On the anniversary of Pearl Harbor, many reflections take place in towns across the United States. I was reading yesterday that one of the few remaining Pearl Harbor survivors turns 101 years old this year. It will also be the first year he is not able to travel to Honolulu since his doctor advised him […]Read More December 7 1942 – The first of many rememberences and concerrn for accountability
One of my earliest memories of Pearl Harbor was reading books about the attack. I grew up in a firefighter’s family so was aware of the dangers of fire in the civilian world. But reading the many books included in Samuel Eliott Morrison’s collection “The Rising Sun in the Pacific, 1931 – April 1942 […]Read More The Horrors of War – Navy Medicine at Pearl Harbor (1942 Reflection)
Within hours of the attack on Pearl Harbor, news started filtering back to anxious families on the mainland that something horrible had happened to the country. The banner headlines from the eighth of December would forever be changed with news of the encroachment of the Empire of Japan across the vast reaches of the Pacific […]Read More December 6, 1942 – The Navy Reveals the True Damage at Pearl Harbor
Adrift The definition of the word adrift is often this: so as to float without being either moored or steered: “a cargo ship went adrift”. Unless you are a submariner by trade, you are probably not familiar with the fact that some submarines have anchors. My first boat was the USS George Washington and she […]Read More Has anyone seen the anchor?
When the Navy League first advocated for a special day to bring focus to the US Navy, there were many who joined along with them in their enthusiasm. After all, the idea of a strong navy was something that many believed would hep protect the nation in future conflicts. Despite all of the treaties that […]Read More A Navy Day to Remember – but not everyone was on board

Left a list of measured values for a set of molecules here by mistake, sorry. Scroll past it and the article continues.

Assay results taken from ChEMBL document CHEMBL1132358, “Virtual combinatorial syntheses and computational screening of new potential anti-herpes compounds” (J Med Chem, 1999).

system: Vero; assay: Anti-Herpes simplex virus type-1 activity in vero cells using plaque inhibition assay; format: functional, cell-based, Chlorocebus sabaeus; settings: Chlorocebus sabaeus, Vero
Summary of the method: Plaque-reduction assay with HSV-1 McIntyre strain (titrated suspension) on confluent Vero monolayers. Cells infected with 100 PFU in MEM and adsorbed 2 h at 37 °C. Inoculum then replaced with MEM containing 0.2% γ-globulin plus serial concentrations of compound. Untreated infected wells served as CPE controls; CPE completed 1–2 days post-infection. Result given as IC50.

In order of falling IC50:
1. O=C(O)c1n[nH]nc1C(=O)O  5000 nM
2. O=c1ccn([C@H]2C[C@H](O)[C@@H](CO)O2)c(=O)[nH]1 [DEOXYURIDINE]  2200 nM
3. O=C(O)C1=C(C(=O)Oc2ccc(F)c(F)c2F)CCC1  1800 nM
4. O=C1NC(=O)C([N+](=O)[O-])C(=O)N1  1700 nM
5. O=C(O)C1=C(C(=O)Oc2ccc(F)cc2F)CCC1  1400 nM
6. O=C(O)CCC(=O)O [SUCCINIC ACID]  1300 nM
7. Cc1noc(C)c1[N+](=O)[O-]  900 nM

I was eight years old on October 16, 1962. It was a Tuesday and I was in grade school probably day-dreaming about anything but the world coming to an abrupt end. But on that day, President Kennedy was shown some pictures of Soviet Missiles being assembled in a place called Cuba. It may has well […]Read More October 16, 1962 – The Day the World Found Itself on the Brink
The weather on October 26, 1922 off the coast of New England was cold with fresh to strong northwest winds The Celebration of Navy Day was in full swing but two incidents were noted in the local paper. The first was a launch fire that endangered the lives of fifteen people who were shuttling out […]Read More Navy Day in 1922 – The Thrill of a Lifetime
During the month of October 1922, many cities around the nation welcomed units of the naval service to celebrate Navy Day. These widespread celebrations took many shapes, but one of the more unique celebrations was held in the city of Bridgeport Connecticut. The navy had a ship named USS Bridgeport and by good fortune, she […]Read More Navy Day in Bridgeport 1922 – Welcoming a Namesake
In 1922, the United States Navy was in a quandary. The civilian leadership had recently completed its goal of limiting the growth of the civilized world’s naval forces. This dream of lasting peace was certainly an admirable one by the Harding administration. Diplomacy seemed to be an answer to the endless wars that had plagued […]Read More Navy Day 1922 – Opportunities for Young Men
I know, I know. It’s been a while. I have been very busy with my new job as Chief of Staff for County Commissioner Doug Chew in Westmoreland County PA since May and that has been pretty time consuming. Doug was a friend for a number of years and when his previous Chief decided to […]Read More Who Owns History?